Hard drive: what difference does it make: 32mb vs 64mb cache? What does it do?
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    June 19, 2013 1:54:00 PM

    Quote:


    PSU- I'm definitely noting the comments on this. For what it's worth- I am actually near a Micro Center if I need them, but I'm not actually paying any attention to the specific retailers at this point. Once I've got the parts nailed down I'll look at that.
    As I mentioned in my original post- I'm still not decided whether to self-build or get pre-built (eg, from Digital Storm). With this in mind, I was trying to keep parts chosen in line with what they offer (which is a pretty big choice but not everything). As far as PSU's go they mostly only offer Corsair, and it was a pretty big jump to a Platinum one, however, I could do it. I think I'd like to stay at or above 1000W to give me room to add another card in the future if I want to.


    Get a Seasonic X1050 Gold, that would be a better purchase than a Corsair, although most higher end Corsairs are essentially rebranded Seasonic units.

    Quote:

    Hard Drives - I appreciate I'm slightly overkilling with hard drives, but as I'm not 100% certain exactly how I'll use them I thought it best to have the power on tap. I may end up doing game recording, video editing, etc and didn't want restricted to a particular drive for this function.


    You can always add more drives as you need them. That's the beauty of most modern ATX cases.

    Quote:
    Audio- "Yes, your mboard has the Realtek 1150 so you should be able to to get 5.1 over the fiber optic." Thanks, that's what I thought. So....... just what do dedicated sound cards do, that this motherboard can't do? (if anything).


    Sound cards can handle more than a 5.1 channel setup and can connect to higher quality output devices.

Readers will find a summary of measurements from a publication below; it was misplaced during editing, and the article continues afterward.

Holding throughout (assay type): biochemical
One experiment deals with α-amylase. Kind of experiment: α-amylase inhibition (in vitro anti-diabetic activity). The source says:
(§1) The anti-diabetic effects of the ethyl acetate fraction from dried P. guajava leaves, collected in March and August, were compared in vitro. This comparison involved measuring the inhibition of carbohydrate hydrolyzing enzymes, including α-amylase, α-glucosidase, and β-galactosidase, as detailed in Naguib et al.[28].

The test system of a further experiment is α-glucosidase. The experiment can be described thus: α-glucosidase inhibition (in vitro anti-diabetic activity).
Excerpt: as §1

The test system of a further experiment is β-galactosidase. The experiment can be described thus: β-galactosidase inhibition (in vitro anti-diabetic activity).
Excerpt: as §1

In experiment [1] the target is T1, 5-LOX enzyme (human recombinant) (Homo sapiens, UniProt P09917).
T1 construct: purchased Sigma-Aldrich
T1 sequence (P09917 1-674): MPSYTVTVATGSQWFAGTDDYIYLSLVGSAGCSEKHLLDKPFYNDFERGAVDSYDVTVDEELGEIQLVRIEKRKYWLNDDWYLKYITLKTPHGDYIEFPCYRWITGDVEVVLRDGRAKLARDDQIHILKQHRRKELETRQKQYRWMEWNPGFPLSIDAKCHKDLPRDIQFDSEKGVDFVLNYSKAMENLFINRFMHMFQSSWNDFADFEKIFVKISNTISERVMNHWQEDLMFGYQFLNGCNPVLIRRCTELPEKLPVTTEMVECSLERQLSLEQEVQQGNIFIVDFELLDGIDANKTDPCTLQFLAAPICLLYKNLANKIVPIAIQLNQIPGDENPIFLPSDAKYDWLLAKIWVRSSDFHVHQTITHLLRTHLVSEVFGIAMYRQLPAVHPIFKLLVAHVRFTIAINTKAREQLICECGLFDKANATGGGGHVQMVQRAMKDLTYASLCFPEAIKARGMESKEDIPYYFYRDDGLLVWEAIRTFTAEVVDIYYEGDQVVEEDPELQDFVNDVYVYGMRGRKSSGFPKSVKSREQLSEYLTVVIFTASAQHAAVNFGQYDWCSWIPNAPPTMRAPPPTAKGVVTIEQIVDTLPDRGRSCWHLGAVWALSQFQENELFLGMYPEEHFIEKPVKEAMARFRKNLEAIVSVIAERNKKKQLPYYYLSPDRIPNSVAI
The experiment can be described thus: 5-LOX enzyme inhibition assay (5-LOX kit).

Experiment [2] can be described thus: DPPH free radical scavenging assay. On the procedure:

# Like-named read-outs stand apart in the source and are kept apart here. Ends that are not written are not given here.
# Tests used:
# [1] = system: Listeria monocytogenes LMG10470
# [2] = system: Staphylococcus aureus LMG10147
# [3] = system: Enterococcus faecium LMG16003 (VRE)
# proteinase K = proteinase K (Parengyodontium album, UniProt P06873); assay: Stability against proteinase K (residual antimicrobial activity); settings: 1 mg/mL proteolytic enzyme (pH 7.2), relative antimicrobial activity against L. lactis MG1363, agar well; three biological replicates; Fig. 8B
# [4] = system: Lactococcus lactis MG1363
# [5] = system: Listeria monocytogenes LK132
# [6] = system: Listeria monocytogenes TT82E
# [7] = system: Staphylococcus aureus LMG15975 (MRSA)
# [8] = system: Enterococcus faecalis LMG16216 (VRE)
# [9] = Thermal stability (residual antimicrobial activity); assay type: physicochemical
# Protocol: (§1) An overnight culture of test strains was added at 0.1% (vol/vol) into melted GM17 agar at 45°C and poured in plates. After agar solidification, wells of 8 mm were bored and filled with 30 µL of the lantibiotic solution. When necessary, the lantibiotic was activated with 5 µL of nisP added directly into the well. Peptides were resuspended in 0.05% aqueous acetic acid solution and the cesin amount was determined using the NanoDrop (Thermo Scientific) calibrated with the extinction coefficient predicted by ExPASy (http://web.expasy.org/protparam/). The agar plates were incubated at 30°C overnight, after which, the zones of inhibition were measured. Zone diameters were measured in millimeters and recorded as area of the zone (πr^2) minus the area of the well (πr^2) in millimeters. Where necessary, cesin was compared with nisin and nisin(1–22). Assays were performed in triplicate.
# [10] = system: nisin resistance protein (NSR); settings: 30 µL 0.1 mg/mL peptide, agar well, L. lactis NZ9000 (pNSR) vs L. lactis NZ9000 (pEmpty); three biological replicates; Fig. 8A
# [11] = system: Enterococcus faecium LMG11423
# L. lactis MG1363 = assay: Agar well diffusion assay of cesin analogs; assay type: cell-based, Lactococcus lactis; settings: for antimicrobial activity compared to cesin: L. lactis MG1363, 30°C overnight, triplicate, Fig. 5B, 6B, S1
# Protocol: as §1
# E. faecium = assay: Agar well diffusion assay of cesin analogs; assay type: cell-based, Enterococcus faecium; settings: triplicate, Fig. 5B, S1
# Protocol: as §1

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    June 19, 2013 1:55:45 PM

    ScottishBattleAxe said:
    Hmm...maybe Windows 8 is a better idea. The downsides aren't deal breaking, and it does seem faster. My major worry (perhaps unfounded) was that it might cause driver/compatibility issues with my hardware. If I can be reassured I'm safe there then I'd probably go for it.

    PSU- I'm definitely noting the comments on this. For what it's worth- I am actually near a Micro Center if I need them, but I'm not actually paying any attention to the specific retailers at this point. Once I've got the parts nailed down I'll look at that.
    As I mentioned in my original post- I'm still not decided whether to self-build or get pre-built (eg, from Digital Storm). With this in mind, I was trying to keep parts chosen in line with what they offer (which is a pretty big choice but not everything). As far as PSU's go they mostly only offer Corsair, and it was a pretty big jump to a Platinum one, however, I could do it. I think I'd like to stay at or above 1000W to give me room to add another card in the future if I want to.
    I know very well buying pre-built is more expensive...... any advice welcome, but I've heard enough "do it yourself, it's easy" comments ;)  I don't have the experience, knowledge, time, or will to do it myself. Especially not for a big-budget build like this.

    Hard Drives - I appreciate I'm slightly overkilling with hard drives, but as I'm not 100% certain exactly how I'll use them I thought it best to have the power on tap. I may end up doing game recording, video editing, etc and didn't want restricted to a particular drive for this function.